|Submission Date||Sept. 14, 2017|
|4.00 / 4.00||
Assoc Director, Analysis & Assessment
Student Energy Challenge
During the fall semester, students living within 5 residence halls on the Penn State University Park Campus participate in an annual week-long energy challenge. For 7 days, the students are encouraged to take action to reduce their building's electrical energy usage by following actions that reduce individual energy use. Students are given daily feedback on their building's kilowatt hour usage per student and per building.
Also in Spring 2014, 2015, and 2016 students in 14 East Halls residence buildings competed against each other and over 100 other universities in the Campus Conservation Nationals energy reduction challenge during three weeks in March and April. The challenge is led by Eco-Reps and their captains (students recruited from their halls).
Student Recycling Challenge
During Fall 2015 and 2016, students living within each residential area participated in the Recycling Challenge. Students in each participating residential area (East, North, South, Pollock, West) compete to see which area can recycle the most. Waste audits are done in the various halls and the area with the least amount of recyclables in the trash at the end of 7 days wins the challenge. A trophy is displayed in the common area.
Students learn about both campaigns from emails sent by their Resident Assistants. The campaigns are also advertised in the monthly Residence Hall Newsletter "Stall Stories" posted in restroom stalls.
During the energy challenge, daily kilowatt hours are provided for each residence hall . These numbers are painted on the windows of each commons area: East, Pollock, North, West, South.
The energy challenge week has resulted in significant decreases in electrical energy use during the week. All residence halls have building metering systems to track daily, weekly, or monthly electricity usage per building.
During the Spring 2014 and 2015 Campus Conservation Nationals energy challenge, an online Lucid building dashboard shows 14 Penn State residence halls participating, with energy savings that ranged from a 7.4% reduction to a 1.5% increase, and an average reduction of 3.2%.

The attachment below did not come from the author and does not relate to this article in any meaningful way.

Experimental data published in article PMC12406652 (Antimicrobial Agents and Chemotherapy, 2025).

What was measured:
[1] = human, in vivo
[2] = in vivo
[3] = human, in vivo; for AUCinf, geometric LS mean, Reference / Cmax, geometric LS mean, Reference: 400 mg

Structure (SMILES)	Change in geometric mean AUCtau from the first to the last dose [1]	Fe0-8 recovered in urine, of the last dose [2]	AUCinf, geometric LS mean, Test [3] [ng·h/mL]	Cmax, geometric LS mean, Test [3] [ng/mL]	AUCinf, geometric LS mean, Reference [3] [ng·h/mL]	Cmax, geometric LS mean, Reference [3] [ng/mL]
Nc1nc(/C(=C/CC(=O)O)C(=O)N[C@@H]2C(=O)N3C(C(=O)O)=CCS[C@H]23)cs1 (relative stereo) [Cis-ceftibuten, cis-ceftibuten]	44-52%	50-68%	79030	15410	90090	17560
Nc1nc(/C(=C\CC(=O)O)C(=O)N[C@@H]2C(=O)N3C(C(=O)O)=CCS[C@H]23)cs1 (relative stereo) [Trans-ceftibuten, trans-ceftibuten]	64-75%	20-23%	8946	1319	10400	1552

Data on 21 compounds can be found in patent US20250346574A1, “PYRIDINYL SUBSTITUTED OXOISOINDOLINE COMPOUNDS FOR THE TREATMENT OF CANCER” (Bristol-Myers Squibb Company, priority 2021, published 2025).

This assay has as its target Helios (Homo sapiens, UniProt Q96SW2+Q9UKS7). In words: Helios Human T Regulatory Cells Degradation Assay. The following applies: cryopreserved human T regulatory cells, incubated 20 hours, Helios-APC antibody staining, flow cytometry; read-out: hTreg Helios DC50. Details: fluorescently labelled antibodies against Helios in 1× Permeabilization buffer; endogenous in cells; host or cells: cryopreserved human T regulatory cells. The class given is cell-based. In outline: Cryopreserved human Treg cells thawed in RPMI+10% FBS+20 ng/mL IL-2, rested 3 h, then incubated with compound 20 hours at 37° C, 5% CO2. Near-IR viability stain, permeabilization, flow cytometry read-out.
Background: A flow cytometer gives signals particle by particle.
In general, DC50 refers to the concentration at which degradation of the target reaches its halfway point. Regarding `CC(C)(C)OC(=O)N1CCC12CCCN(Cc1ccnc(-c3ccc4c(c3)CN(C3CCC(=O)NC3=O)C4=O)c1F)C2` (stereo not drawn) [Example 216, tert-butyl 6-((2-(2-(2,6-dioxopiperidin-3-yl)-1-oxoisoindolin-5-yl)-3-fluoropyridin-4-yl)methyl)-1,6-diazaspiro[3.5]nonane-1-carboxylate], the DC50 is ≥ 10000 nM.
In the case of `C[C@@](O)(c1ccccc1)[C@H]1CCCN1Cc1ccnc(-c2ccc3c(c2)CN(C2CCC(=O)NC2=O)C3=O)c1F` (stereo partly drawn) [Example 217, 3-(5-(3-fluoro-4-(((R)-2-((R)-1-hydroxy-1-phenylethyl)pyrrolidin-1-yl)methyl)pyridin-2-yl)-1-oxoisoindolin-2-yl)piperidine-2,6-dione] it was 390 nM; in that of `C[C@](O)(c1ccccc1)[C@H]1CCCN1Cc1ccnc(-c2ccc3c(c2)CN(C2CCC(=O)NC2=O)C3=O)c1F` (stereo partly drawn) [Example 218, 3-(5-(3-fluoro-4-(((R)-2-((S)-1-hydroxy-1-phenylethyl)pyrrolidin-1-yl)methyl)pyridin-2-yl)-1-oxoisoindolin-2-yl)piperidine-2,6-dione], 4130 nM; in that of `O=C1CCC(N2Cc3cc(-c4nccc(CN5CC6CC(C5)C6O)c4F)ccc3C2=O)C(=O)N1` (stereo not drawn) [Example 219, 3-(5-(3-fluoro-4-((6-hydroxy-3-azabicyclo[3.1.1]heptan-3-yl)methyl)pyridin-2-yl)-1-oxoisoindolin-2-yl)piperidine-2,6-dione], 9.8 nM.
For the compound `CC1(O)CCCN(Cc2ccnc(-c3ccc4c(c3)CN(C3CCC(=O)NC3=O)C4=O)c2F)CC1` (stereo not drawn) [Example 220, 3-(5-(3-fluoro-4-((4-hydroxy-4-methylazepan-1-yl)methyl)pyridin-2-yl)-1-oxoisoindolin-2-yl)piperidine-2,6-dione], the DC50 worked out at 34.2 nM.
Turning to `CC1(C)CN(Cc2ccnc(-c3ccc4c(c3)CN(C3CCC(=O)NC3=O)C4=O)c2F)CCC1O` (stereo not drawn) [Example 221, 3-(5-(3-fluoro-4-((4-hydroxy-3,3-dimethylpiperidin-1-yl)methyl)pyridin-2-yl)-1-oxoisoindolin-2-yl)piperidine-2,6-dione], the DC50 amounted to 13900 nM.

A waste audit determines the winning residential area of the recycling challenge. Recyclable items in the trash bins are taken and weighed daily for a week.
This two-week challenge is designed to engage faculty and staff in learning new energy conservation practices such as turning off lights, appliances and electronics. These small behavior changes, when performed collectively, can decrease Penn State’s environmental impact. Participating reduces energy waste, helping Penn State achieve its dual goals of a 20% reduction in overall energy usage over the next 10 years and a 35% reduction in greenhouse gas emissions (over 2005 levels) by 2020.
In 2014, we had 144 Green Team members engaging over 900 non-team members to participate and complete the challenge. Because we cannot measure energy consumption at the sub-building level, we measured the impact via the number of people who took six actions every day for two weeks. These actions included: turning off lights, computers, appliances and electronics when not in use; putting printers to sleep; taking the stairs; and unplugging coffee makers and other appliances over the weekends. We offered four additional actions that participants could take over the weekends. Prizes were awarded for those who completed all actions for two weeks.
In 2015 this challenge was replaced with a virtual brown bag webinar series.
Annually, Penn State conducts a test of University Park’s ability to reduce its demand on the regional electrical grid. The test is conducted between 4 and 5 pm on a non-holiday weekday in June. In 2017 demand was reduced by 40 percent. Penn State’s Office of Physical Plant works remotely to power down as many pumps, fans, compressors and lights as possible, while University employees and students are encouraged to shut off their lights and office equipment. The Emergency DR (Demand Response) program demonstrates the University’s capability to reduce its demand on the grid during a regional power emergency.
The information presented here is self-reported. While AASHE
staff review portions of all STARS reports and institutions are welcome to seek additional forms of review, the data in STARS reports are not verified by AASHE. If you believe any of this information is erroneous or inconsistent with credit criteria, please review the process for inquiring about the information reported by an institution and complete the Data Inquiry Form.
The information presented here is self-reported. While AASHE staff review portions of all STARS reports and institutions are welcome to seek additional forms of review, the data in STARS reports are not verified by AASHE. If you believe any of this information is erroneous or inconsistent with credit criteria, please review the process for inquiring about the information reported by an institution and complete the Data Inquiry Form.